Written by Lewis Coates

Directed by Lewis Coates

Produced by Lewis Coates

We have been dying to share this one for a very long time. Our good friend, collaborator and incredibly talented filmmaker, Lewis Coates, has finally released his eagerly-anticipated short film ‘Re-displacement’ online for the world to see. After a successful festival run, the film was picked up by the sci-fi channel DUST for distribution, and the film has now been viewed by hundreds of thousands of people.

A thought-provoking, high-concept short about memory and trauma, this film boasts stunning visuals, a spell-binding narrative and great performances all around, particularly from its leading man, Nico Mirallegro. We had a quick chat with Lewis about the challenges he faced in bringing this ambitious project to life, and his approach for the future.

I know you worked really hard as writer, producer and director on this project. How did you manage to cover all these bases and overcome the particular challenges that come with this?

It’s definitely hard to multi-task these roles and to do them well, so having a great team to support you that has a similar passion for the project as you is important. Sam Travis, my DOP, and Ana Garcia Rico, my AD and production designer, were both incredible and really helped pull the team together – I learnt a lot from them on-set too.

It’s like having a different hat for each role: first I concentrated on the writing/development and getting that perfect; then I put the directors hat on to think how it was going to look, who the character was and what locations/equipment we might need; then I put the producers hat on and sourced the locations, funding, talent, crew, etc, made the budgets and schedules. Then finally when it came to shooting, I could concentrate on directing, and if I’ve done the other roles well, the script should be tight and the producer’s role should be pretty much complete too. Obviously there’s lots of obstacles during production that the producer needs to navigate and this was the major challenge; balancing directing and producing on-set. I think at the early stage of my career that I was at for this, I felt I needed to do all the extra work because I didn’t have the money to pay anyone else to – not to the same level of commitment anyway. Whereas now I’ve learnt the importance of creating a team at the start of the project, delegating tasks throughout and allowing each role to have space to breathe. The more relaxed and prepared the production is, the more space there is for creativity to blossom. Having said that, I’m very pleased with how ‘Re-displacement’ has come out and knowing the hard work everyone put in has been worth it!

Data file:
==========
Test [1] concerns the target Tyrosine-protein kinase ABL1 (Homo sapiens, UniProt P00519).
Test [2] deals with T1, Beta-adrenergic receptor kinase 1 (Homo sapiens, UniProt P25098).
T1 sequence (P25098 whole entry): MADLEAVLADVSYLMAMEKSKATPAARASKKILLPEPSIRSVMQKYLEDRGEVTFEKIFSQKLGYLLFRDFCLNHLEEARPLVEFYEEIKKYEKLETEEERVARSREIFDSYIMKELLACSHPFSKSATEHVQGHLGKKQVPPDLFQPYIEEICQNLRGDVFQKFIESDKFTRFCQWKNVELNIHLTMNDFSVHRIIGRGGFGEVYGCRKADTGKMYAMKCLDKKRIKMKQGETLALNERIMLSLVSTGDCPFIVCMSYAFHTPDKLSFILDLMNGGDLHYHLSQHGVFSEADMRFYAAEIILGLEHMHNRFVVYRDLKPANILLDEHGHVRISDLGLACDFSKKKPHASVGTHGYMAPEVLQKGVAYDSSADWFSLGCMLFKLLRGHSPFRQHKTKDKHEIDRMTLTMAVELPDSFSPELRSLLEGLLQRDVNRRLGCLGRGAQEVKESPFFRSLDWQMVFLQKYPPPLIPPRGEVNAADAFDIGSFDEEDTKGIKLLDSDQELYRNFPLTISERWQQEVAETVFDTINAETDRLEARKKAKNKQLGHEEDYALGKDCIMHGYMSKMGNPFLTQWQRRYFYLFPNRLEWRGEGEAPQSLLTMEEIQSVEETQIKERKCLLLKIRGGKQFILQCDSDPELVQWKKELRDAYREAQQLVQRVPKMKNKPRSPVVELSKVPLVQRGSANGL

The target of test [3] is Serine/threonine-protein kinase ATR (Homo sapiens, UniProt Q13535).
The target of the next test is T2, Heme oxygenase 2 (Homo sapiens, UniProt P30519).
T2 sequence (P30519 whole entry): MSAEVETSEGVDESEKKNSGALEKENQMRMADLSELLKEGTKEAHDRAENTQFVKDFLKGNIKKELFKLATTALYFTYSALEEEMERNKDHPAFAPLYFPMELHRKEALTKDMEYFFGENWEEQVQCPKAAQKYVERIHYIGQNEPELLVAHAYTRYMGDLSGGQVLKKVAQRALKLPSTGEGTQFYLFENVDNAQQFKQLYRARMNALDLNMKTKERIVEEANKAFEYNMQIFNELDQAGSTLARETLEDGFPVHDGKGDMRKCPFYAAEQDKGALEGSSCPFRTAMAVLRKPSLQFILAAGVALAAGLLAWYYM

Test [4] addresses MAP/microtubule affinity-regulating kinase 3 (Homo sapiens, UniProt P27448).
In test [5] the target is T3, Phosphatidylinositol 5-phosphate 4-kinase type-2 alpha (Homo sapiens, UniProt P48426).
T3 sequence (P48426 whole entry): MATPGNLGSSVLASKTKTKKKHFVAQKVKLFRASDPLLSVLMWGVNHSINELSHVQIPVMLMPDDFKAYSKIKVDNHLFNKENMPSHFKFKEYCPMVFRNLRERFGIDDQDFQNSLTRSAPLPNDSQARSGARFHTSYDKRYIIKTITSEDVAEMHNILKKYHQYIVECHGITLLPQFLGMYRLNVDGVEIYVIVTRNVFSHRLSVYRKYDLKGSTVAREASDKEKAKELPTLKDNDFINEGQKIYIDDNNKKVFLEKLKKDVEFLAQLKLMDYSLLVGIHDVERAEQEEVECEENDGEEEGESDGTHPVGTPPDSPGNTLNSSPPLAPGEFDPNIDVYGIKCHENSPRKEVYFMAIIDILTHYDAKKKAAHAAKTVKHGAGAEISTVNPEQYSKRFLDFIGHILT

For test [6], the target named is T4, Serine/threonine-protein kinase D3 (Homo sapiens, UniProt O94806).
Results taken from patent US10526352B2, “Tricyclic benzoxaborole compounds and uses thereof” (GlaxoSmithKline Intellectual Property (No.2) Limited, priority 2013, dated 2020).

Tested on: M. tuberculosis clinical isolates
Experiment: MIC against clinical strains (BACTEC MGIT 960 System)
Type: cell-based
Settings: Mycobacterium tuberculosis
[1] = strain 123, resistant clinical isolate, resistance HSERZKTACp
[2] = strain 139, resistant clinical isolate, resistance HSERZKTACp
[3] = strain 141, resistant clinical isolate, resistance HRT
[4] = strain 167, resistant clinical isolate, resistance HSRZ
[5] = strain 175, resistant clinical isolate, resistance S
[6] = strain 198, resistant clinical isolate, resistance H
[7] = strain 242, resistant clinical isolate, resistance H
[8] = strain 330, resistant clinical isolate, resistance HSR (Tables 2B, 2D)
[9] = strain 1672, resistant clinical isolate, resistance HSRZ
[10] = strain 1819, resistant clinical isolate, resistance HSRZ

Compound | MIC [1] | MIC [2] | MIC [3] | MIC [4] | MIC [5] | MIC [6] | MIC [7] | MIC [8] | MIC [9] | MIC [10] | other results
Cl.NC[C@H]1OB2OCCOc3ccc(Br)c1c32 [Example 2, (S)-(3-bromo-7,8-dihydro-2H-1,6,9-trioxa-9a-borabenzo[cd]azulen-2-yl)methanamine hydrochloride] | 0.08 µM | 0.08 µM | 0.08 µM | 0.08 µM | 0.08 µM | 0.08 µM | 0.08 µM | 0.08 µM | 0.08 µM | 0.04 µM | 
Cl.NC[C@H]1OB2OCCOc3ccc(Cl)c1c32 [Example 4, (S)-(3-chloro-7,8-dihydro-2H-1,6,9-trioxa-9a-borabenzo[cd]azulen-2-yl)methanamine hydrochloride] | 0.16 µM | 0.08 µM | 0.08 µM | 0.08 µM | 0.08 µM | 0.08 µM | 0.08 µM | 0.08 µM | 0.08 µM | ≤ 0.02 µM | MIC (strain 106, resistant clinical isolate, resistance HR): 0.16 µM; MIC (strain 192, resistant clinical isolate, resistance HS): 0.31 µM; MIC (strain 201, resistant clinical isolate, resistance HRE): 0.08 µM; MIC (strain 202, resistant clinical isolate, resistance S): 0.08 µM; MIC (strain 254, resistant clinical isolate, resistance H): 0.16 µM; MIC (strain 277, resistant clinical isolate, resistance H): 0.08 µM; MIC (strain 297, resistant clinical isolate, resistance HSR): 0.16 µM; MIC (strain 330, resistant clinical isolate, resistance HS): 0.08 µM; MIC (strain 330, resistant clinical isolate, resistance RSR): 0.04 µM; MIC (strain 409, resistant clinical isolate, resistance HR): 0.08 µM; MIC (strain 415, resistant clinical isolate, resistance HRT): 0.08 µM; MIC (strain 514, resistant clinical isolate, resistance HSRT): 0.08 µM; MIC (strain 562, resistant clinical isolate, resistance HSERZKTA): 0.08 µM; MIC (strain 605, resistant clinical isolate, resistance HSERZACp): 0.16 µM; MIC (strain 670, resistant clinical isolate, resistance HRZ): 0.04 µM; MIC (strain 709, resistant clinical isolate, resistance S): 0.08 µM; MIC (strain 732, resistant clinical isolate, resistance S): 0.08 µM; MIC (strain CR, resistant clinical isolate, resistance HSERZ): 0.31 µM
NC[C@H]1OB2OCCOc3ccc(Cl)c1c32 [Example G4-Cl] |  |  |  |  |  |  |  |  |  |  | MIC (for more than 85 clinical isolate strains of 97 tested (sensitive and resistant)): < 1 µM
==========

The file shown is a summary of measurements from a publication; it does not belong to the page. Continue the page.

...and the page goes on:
You’ve absolutely smashed the post-production side of things in terms of getting your film out there, festival success and the distribution deal with DUST. When you approach your next project do you think you will change your strategy at all?

Festivals and distribution is a tricky marketplace – there’s no ‘right’ way to go about it. Festival submissions are expensive and people can spend a lot of money getting their film in front of all the big events with no response. You definitely need to work smart, not hard – research similar short films to yours that have had success on the festival circuit and see where they submitted/won awards. It’s better to target four or five smaller festivals that usually screen films like yours, than spending hundreds hitting all the most popular ones. I think the right strategy definitely depends on the genre of film you’re submitting, so I think my strategy would change slightly next time. As our film has a sci-fi edge, I did find that it was a little too niche for most of the big festivals; so although we were lucky to win a couple of awards for Best Director and Best UK Short, I knew online would be where the film found its home. ‘DUST‘ have been great – as well as getting the film in front of hundreds of thousands of people and hearing their feedback, they also offer some great talent development and guidance for upcoming projects, so fingers crossed I’ll be working with them in the future too.